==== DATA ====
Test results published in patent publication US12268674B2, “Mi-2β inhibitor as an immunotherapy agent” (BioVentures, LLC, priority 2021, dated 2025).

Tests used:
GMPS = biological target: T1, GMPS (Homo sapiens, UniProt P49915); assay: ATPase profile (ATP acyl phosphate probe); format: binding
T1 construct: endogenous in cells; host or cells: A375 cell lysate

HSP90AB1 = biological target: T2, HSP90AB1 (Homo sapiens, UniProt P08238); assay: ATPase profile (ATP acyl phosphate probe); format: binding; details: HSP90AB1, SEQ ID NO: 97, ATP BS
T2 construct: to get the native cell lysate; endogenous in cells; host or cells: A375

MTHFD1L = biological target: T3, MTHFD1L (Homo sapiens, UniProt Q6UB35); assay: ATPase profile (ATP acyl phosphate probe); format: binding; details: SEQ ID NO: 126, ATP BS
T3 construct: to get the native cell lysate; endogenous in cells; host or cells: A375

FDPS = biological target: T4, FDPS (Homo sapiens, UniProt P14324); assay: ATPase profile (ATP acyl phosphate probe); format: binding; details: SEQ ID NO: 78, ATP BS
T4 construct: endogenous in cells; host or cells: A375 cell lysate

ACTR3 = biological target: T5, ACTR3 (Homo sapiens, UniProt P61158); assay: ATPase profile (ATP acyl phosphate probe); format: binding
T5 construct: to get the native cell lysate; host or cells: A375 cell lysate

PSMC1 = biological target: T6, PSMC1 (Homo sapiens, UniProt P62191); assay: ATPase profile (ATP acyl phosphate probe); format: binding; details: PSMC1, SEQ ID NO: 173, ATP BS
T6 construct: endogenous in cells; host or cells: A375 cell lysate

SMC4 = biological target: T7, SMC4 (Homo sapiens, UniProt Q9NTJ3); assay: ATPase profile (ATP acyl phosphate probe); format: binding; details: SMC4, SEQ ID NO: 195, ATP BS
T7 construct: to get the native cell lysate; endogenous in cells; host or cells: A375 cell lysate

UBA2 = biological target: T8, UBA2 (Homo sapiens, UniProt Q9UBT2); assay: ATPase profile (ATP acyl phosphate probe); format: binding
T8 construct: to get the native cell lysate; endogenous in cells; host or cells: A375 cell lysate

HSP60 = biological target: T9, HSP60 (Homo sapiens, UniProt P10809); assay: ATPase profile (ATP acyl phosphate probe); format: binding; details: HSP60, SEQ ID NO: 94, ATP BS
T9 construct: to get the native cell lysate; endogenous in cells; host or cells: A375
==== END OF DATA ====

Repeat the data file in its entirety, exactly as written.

Test results published in patent publication US12268674B2, “Mi-2β inhibitor as an immunotherapy agent” (BioVentures, LLC, priority 2021, dated 2025).

Tests used:
GMPS = biological target: T1, GMPS (Homo sapiens, UniProt P49915); assay: ATPase profile (ATP acyl phosphate probe); format: binding
T1 construct: endogenous in cells; host or cells: A375 cell lysate

HSP90AB1 = biological target: T2, HSP90AB1 (Homo sapiens, UniProt P08238); assay: ATPase profile (ATP acyl phosphate probe); format: binding; details: HSP90AB1, SEQ ID NO: 97, ATP BS
T2 construct: to get the native cell lysate; endogenous in cells; host or cells: A375

MTHFD1L = biological target: T3, MTHFD1L (Homo sapiens, UniProt Q6UB35); assay: ATPase profile (ATP acyl phosphate probe); format: binding; details: SEQ ID NO: 126, ATP BS
T3 construct: to get the native cell lysate; endogenous in cells; host or cells: A375

FDPS = biological target: T4, FDPS (Homo sapiens, UniProt P14324); assay: ATPase profile (ATP acyl phosphate probe); format: binding; details: SEQ ID NO: 78, ATP BS
T4 construct: endogenous in cells; host or cells: A375 cell lysate

ACTR3 = biological target: T5, ACTR3 (Homo sapiens, UniProt P61158); assay: ATPase profile (ATP acyl phosphate probe); format: binding
T5 construct: to get the native cell lysate; host or cells: A375 cell lysate

PSMC1 = biological target: T6, PSMC1 (Homo sapiens, UniProt P62191); assay: ATPase profile (ATP acyl phosphate probe); format: binding; details: PSMC1, SEQ ID NO: 173, ATP BS
T6 construct: endogenous in cells; host or cells: A375 cell lysate

SMC4 = biological target: T7, SMC4 (Homo sapiens, UniProt Q9NTJ3); assay: ATPase profile (ATP acyl phosphate probe); format: binding; details: SMC4, SEQ ID NO: 195, ATP BS
T7 construct: to get the native cell lysate; endogenous in cells; host or cells: A375 cell lysate

UBA2 = biological target: T8, UBA2 (Homo sapiens, UniProt Q9UBT2); assay: ATPase profile (ATP acyl phosphate probe); format: binding
T8 construct: to get the native cell lysate; endogenous in cells; host or cells: A375 cell lysate

HSP60 = biological target: T9, HSP60 (Homo sapiens, UniProt P10809); assay: ATPase profile (ATP acyl phosphate probe); format: binding; details: HSP60, SEQ ID NO: 94, ATP BS
T9 construct: to get the native cell lysate; endogenous in cells; host or cells: A375